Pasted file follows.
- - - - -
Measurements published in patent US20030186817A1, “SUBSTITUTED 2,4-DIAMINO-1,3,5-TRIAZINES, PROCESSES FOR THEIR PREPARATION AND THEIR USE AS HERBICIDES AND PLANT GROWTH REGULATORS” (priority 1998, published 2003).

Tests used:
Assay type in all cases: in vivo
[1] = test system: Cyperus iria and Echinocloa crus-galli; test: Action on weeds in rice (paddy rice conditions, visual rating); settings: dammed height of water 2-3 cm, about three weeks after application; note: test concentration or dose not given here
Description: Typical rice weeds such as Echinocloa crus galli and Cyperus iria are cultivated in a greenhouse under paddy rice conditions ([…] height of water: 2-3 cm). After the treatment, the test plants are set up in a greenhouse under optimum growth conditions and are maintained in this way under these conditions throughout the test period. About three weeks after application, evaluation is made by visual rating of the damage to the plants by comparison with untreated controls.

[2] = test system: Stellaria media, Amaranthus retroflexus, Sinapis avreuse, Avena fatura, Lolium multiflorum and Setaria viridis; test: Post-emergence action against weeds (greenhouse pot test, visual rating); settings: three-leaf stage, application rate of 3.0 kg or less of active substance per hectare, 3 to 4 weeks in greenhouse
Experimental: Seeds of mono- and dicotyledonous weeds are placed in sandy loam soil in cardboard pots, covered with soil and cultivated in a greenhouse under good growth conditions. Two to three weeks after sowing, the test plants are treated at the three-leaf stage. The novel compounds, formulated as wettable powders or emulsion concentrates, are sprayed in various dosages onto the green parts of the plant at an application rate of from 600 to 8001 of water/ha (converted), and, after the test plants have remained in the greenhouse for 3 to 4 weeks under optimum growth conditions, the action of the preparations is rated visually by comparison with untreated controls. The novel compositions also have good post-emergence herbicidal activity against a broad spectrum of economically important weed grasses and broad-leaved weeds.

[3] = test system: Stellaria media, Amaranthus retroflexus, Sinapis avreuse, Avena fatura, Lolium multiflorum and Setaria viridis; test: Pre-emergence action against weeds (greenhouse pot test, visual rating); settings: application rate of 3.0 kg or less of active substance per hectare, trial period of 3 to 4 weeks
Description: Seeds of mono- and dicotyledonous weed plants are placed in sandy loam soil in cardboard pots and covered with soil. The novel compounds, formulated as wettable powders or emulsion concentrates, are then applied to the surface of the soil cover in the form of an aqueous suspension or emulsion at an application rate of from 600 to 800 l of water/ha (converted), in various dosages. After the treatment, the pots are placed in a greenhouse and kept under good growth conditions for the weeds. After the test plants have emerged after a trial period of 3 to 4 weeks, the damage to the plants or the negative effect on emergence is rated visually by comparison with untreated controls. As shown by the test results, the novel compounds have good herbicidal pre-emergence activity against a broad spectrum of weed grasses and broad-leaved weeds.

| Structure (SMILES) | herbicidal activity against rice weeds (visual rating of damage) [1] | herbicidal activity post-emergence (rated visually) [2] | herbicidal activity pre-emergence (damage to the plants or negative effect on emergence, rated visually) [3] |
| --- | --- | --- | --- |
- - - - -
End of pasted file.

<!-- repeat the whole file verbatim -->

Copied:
Measurements published in patent US20030186817A1, “SUBSTITUTED 2,4-DIAMINO-1,3,5-TRIAZINES, PROCESSES FOR THEIR PREPARATION AND THEIR USE AS HERBICIDES AND PLANT GROWTH REGULATORS” (priority 1998, published 2003).

Tests used:
Assay type in all cases: in vivo
[1] = test system: Cyperus iria and Echinocloa crus-galli; test: Action on weeds in rice (paddy rice conditions, visual rating); settings: dammed height of water 2-3 cm, about three weeks after application; note: test concentration or dose not given here
Description: Typical rice weeds such as Echinocloa crus galli and Cyperus iria are cultivated in a greenhouse under paddy rice conditions ([…] height of water: 2-3 cm). After the treatment, the test plants are set up in a greenhouse under optimum growth conditions and are maintained in this way under these conditions throughout the test period. About three weeks after application, evaluation is made by visual rating of the damage to the plants by comparison with untreated controls.

[2] = test system: Stellaria media, Amaranthus retroflexus, Sinapis avreuse, Avena fatura, Lolium multiflorum and Setaria viridis; test: Post-emergence action against weeds (greenhouse pot test, visual rating); settings: three-leaf stage, application rate of 3.0 kg or less of active substance per hectare, 3 to 4 weeks in greenhouse
Experimental: Seeds of mono- and dicotyledonous weeds are placed in sandy loam soil in cardboard pots, covered with soil and cultivated in a greenhouse under good growth conditions. Two to three weeks after sowing, the test plants are treated at the three-leaf stage. The novel compounds, formulated as wettable powders or emulsion concentrates, are sprayed in various dosages onto the green parts of the plant at an application rate of from 600 to 8001 of water/ha (converted), and, after the test plants have remained in the greenhouse for 3 to 4 weeks under optimum growth conditions, the action of the preparations is rated visually by comparison with untreated controls. The novel compositions also have good post-emergence herbicidal activity against a broad spectrum of economically important weed grasses and broad-leaved weeds.

[3] = test system: Stellaria media, Amaranthus retroflexus, Sinapis avreuse, Avena fatura, Lolium multiflorum and Setaria viridis; test: Pre-emergence action against weeds (greenhouse pot test, visual rating); settings: application rate of 3.0 kg or less of active substance per hectare, trial period of 3 to 4 weeks
Description: Seeds of mono- and dicotyledonous weed plants are placed in sandy loam soil in cardboard pots and covered with soil. The novel compounds, formulated as wettable powders or emulsion concentrates, are then applied to the surface of the soil cover in the form of an aqueous suspension or emulsion at an application rate of from 600 to 800 l of water/ha (converted), in various dosages. After the treatment, the pots are placed in a greenhouse and kept under good growth conditions for the weeds. After the test plants have emerged after a trial period of 3 to 4 weeks, the damage to the plants or the negative effect on emergence is rated visually by comparison with untreated controls. As shown by the test results, the novel compounds have good herbicidal pre-emergence activity against a broad spectrum of weed grasses and broad-leaved weeds.

| Structure (SMILES) | herbicidal activity against rice weeds (visual rating of damage) [1] | herbicidal activity post-emergence (rated visually) [2] | herbicidal activity pre-emergence (damage to the plants or negative effect on emergence, rated visually) [3] |
| --- | --- | --- | --- |